Elections BC, a non-partisan Office of the Legislature, is recruiting election workers for the upcoming provincial general election.
The province needs 25,000 election workers to work at voting places all over B.C. The majority of these positions will work on May 9, 2017, General Voting Day.
Election workers are paid to attend training and receive a daily rate of pay for working. Most roles will earn about $250 for the day.
These job opportunities are a great way to get involved in the electoral process and obtain valuable work experience. Successful election workers are impartial, service- oriented, and able to maintain confidentiality. Positions are suitable for individuals of all ages, backgrounds, and experience. Students, retirees, and those just entering or returning to the workforce are encouraged to apply. The minimum age to work is 15 years, and applicants must be legally entitled to work in B.C.
For more information, and to find the contact information for your local hiring office, visit the Elections BC website at www.elections.bc.ca/jobs, or contact Elections BC at 1-800-661-8683/ TTY 1-888-456-5448.
Youth at the Booth
Join a new generation of election officials.
Learn. Earn. Serve.
Youth at the Booth is Elections BC’s program to hire high school students as election officials in the 2017 Provincial General Election.
Interested? We’re looking for students who are:
- between 15 and 19
- interested in community service, student government or service clubs, and
- able to be work in a neutral and impartial way
Applicants must be legally entitled to work in Canada, have a valid SIN and their parent or guardian’s approval to apply.
Youth at the Booth participants will:
- work as an election official at a voting place in their local community
- earn at least $250 for attending training and working a full day
- obtain service experience for high school graduation, their resume and post-secondary applications
- learn about elections and voting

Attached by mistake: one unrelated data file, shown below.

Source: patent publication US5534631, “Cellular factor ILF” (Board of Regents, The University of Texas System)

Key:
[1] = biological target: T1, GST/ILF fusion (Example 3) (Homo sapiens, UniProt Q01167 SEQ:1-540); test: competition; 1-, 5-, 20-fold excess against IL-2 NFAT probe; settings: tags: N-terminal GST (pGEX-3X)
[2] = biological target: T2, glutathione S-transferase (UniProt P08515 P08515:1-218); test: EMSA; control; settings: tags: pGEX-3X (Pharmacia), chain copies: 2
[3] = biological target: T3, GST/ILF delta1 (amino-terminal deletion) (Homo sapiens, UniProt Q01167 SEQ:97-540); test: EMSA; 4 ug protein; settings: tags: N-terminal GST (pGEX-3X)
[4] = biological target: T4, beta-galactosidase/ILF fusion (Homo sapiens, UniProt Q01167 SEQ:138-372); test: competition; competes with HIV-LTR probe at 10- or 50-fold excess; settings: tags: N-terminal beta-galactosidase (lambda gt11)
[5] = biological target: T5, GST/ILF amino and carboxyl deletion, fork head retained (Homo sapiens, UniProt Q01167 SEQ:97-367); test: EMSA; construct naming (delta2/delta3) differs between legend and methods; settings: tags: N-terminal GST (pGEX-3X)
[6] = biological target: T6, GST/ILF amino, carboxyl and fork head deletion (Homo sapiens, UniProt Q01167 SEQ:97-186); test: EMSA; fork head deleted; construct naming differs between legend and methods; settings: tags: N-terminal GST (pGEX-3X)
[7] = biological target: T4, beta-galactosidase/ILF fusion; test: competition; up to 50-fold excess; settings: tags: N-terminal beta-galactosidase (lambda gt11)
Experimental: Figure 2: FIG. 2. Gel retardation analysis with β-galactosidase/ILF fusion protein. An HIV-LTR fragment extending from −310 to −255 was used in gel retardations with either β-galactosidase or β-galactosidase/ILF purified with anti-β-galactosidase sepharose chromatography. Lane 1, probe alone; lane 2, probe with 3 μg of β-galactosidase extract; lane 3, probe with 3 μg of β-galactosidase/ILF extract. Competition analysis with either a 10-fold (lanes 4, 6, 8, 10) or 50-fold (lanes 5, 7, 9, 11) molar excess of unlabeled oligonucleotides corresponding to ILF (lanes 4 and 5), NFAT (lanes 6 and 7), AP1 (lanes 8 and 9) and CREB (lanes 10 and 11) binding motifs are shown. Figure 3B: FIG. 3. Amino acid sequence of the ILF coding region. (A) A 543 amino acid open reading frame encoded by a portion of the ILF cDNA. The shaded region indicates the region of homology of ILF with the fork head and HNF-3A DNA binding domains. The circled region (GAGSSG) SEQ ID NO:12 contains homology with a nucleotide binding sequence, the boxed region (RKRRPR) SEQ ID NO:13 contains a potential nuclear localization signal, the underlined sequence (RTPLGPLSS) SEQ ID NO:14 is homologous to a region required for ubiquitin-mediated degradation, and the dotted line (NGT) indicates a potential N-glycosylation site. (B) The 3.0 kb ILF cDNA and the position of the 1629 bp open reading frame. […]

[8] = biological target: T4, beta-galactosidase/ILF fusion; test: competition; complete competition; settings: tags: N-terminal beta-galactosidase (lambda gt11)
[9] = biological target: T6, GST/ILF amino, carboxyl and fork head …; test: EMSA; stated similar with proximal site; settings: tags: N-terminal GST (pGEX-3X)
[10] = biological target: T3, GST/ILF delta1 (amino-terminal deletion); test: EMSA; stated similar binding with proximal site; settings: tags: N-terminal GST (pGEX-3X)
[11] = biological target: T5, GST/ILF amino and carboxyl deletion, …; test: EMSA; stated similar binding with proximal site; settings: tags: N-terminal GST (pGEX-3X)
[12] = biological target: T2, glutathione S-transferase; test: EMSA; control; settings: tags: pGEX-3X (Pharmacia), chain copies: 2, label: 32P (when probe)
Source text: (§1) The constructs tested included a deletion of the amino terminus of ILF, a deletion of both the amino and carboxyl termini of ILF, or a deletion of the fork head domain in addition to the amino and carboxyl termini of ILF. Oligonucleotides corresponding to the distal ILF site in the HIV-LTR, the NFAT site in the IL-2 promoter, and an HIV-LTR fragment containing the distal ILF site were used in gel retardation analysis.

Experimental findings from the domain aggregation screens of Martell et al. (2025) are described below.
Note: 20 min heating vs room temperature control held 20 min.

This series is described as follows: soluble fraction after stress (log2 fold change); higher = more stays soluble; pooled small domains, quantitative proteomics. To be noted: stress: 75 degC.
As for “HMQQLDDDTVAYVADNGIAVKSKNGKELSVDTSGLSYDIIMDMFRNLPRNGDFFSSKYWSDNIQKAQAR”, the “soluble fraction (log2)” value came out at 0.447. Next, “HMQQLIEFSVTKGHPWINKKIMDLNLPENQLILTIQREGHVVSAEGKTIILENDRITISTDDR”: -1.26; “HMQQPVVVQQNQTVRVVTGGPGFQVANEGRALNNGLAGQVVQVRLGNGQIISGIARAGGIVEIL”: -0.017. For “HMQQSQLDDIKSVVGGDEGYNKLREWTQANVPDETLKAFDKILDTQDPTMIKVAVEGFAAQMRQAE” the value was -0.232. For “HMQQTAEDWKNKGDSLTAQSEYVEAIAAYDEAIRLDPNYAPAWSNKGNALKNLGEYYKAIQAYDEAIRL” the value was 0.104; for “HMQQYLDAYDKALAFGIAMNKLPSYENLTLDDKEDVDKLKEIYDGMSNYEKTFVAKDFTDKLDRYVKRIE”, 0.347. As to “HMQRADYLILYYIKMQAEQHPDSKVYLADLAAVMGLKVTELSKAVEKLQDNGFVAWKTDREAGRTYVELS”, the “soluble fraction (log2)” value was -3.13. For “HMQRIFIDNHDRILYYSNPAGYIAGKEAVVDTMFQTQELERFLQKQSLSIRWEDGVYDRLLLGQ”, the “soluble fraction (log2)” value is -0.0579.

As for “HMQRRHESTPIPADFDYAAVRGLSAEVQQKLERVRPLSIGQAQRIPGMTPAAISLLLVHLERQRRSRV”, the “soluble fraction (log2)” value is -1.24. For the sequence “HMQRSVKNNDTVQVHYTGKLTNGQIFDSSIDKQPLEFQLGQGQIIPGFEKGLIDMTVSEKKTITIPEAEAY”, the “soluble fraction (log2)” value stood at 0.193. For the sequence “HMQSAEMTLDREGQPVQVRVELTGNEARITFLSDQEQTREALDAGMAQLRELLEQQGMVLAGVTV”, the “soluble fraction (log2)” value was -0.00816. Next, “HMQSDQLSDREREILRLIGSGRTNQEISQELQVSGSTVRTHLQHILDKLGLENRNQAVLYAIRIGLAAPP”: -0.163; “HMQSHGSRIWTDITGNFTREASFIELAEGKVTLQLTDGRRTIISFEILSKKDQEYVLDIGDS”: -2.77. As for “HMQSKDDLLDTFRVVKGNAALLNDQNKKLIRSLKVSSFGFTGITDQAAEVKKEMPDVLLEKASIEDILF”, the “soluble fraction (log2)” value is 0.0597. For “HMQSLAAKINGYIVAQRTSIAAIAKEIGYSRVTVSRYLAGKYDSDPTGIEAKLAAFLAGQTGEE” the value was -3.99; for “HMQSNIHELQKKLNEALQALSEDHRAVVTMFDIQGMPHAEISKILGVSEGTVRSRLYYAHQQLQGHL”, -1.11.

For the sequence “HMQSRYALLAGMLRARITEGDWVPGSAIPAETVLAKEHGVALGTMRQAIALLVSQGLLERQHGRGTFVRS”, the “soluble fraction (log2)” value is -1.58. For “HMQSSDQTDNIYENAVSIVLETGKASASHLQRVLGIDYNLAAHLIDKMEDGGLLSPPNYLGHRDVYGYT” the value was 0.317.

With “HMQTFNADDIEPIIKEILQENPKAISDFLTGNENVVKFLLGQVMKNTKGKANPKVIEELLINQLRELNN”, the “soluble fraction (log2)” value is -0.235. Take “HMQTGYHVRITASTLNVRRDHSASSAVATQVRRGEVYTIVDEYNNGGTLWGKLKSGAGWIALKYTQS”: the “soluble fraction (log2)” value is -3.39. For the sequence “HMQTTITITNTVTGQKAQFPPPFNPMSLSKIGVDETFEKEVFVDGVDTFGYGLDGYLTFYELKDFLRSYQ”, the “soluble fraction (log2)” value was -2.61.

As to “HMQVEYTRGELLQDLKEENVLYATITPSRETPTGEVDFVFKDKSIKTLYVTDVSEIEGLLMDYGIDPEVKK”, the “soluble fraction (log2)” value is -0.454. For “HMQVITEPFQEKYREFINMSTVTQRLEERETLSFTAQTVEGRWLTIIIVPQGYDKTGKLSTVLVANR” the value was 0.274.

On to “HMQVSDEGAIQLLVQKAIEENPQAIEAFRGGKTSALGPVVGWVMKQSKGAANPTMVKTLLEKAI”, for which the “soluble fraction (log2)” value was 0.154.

- serve their community and democracy in B.C. by making sure every voter can vote
The District Electoral Officer (DEO) for each provincial electoral district hires election officials for voting opportunities in their district. DEOs will work with school coordinators to hire and train students as election officials.
Students who are hired as election officials must:
- be able to miss school to work on General Voting Day (May 9) and on the Wednesday, Thursday and Friday of advance voting (May 3, 4 and 5), if working at an advance voting opportunity,
- complete online learning (1 hour) and classroom training (3 hours) before working as an election official,
- work the entire day when they are assigned to work (7 a.m. to 9 p.m. or longer), and
- provide their own transportation to and from voting locations.
How to apply:
- review the Youth at the Booth election official job descriptions,
- print and fill out the application form,
- ensure you have a parent or guardian’s signature, and
- contact your school coordinator after spring break for further instructions on how to submit your completed application form.
Your school coordinator will either submit the application on your behalf, or provide you with instructions to submit your application directly to the local district electoral office on or after April 10.
Schools – For more information and to register your school’s participation, please contact Elections BC at email@example.com or 1-800-661-8683. Once your school is registered, school coordinators will be put in touch with the local district electoral officer and provided with further information on how and where students can submit their application forms.
You will be contacted if there is an opportunity for employment in your local electoral district. Submitting an application does not guarantee employment.
Not a high school student? You can still apply to work as an election official. See the Election Workers – May 2017 Provincial General Election job posting.
TIPS ON APPLYING FOR MEDICAL JOBS IN POWELL RIVER
- Pharmacy and Lab jobs are under provincial jurisdiction, via Fraser Health Authority + maintenance as well: http://fraserhealth.ca
- Health Records are under Providence Health Care (e.g. Medical Office Assistant, etc.) http://providencehealthcare.org/careers
- Laundry Servies are through K-Bro – apply online via email at firstname.lastname@example.org
- Housekeeping / Cleaning Services are through Compass Group. Apply for Powell River at https://www.smartrecruiters.com/CompassGroupCanada/85371406-housekeeping-associates-powell-river
- Maintenance Employees are hired through Vancouver Coastal Health as well as all medical positions. http://vch.ca/careers